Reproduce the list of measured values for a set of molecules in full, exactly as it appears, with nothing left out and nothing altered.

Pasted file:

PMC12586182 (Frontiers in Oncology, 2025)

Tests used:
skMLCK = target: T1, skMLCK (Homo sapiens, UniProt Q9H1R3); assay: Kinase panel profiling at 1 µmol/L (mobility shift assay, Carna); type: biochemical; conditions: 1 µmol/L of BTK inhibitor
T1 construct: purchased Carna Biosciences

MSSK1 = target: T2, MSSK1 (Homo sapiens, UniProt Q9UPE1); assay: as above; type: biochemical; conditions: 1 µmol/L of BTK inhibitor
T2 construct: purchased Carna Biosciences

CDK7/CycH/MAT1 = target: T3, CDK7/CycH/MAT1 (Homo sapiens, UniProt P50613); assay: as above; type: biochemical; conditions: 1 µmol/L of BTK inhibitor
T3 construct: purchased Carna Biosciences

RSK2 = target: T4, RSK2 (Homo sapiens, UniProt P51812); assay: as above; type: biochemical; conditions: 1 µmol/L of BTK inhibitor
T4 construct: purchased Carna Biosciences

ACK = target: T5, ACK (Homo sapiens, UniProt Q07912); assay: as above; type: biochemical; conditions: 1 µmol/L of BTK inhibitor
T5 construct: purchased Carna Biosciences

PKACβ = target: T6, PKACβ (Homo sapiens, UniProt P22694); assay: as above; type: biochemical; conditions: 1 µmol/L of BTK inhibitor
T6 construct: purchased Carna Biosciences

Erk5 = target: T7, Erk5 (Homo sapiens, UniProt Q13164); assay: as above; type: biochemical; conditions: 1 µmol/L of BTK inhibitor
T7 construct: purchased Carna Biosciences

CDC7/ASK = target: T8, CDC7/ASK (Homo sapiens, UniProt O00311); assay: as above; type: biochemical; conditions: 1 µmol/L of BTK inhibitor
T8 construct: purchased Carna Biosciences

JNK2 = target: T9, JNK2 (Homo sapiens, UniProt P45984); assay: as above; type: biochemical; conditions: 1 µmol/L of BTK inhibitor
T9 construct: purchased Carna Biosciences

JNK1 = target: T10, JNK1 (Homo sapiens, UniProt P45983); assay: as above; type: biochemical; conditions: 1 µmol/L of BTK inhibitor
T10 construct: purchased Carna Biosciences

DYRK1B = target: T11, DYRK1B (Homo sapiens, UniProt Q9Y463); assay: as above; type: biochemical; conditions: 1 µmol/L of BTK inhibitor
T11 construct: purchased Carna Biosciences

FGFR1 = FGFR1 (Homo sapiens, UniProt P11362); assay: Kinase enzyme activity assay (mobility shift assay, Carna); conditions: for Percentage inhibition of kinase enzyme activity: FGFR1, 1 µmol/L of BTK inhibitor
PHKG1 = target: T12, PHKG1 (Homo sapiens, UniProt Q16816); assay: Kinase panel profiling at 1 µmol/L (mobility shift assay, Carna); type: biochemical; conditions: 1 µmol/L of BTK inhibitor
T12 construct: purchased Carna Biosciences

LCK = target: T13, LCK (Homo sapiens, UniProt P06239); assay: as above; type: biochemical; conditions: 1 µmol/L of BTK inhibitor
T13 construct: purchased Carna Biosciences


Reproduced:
PMC12586182 (Frontiers in Oncology, 2025)

Tests used:
skMLCK = target: T1, skMLCK (Homo sapiens, UniProt Q9H1R3); assay: Kinase panel profiling at 1 µmol/L (mobility shift assay, Carna); type: biochemical; conditions: 1 µmol/L of BTK inhibitor
T1 construct: purchased Carna Biosciences

MSSK1 = target: T2, MSSK1 (Homo sapiens, UniProt Q9UPE1); assay: as above; type: biochemical; conditions: 1 µmol/L of BTK inhibitor
T2 construct: purchased Carna Biosciences

CDK7/CycH/MAT1 = target: T3, CDK7/CycH/MAT1 (Homo sapiens, UniProt P50613); assay: as above; type: biochemical; conditions: 1 µmol/L of BTK inhibitor
T3 construct: purchased Carna Biosciences

RSK2 = target: T4, RSK2 (Homo sapiens, UniProt P51812); assay: as above; type: biochemical; conditions: 1 µmol/L of BTK inhibitor
T4 construct: purchased Carna Biosciences

ACK = target: T5, ACK (Homo sapiens, UniProt Q07912); assay: as above; type: biochemical; conditions: 1 µmol/L of BTK inhibitor
T5 construct: purchased Carna Biosciences

PKACβ = target: T6, PKACβ (Homo sapiens, UniProt P22694); assay: as above; type: biochemical; conditions: 1 µmol/L of BTK inhibitor
T6 construct: purchased Carna Biosciences

Erk5 = target: T7, Erk5 (Homo sapiens, UniProt Q13164); assay: as above; type: biochemical; conditions: 1 µmol/L of BTK inhibitor
T7 construct: purchased Carna Biosciences

CDC7/ASK = target: T8, CDC7/ASK (Homo sapiens, UniProt O00311); assay: as above; type: biochemical; conditions: 1 µmol/L of BTK inhibitor
T8 construct: purchased Carna Biosciences

JNK2 = target: T9, JNK2 (Homo sapiens, UniProt P45984); assay: as above; type: biochemical; conditions: 1 µmol/L of BTK inhibitor
T9 construct: purchased Carna Biosciences

JNK1 = target: T10, JNK1 (Homo sapiens, UniProt P45983); assay: as above; type: biochemical; conditions: 1 µmol/L of BTK inhibitor
T10 construct: purchased Carna Biosciences

DYRK1B = target: T11, DYRK1B (Homo sapiens, UniProt Q9Y463); assay: as above; type: biochemical; conditions: 1 µmol/L of BTK inhibitor
T11 construct: purchased Carna Biosciences

FGFR1 = FGFR1 (Homo sapiens, UniProt P11362); assay: Kinase enzyme activity assay (mobility shift assay, Carna); conditions: for Percentage inhibition of kinase enzyme activity: FGFR1, 1 µmol/L of BTK inhibitor
PHKG1 = target: T12, PHKG1 (Homo sapiens, UniProt Q16816); assay: Kinase panel profiling at 1 µmol/L (mobility shift assay, Carna); type: biochemical; conditions: 1 µmol/L of BTK inhibitor
T12 construct: purchased Carna Biosciences

LCK = target: T13, LCK (Homo sapiens, UniProt P06239); assay: as above; type: biochemical; conditions: 1 µmol/L of BTK inhibitor
T13 construct: purchased Carna Biosciences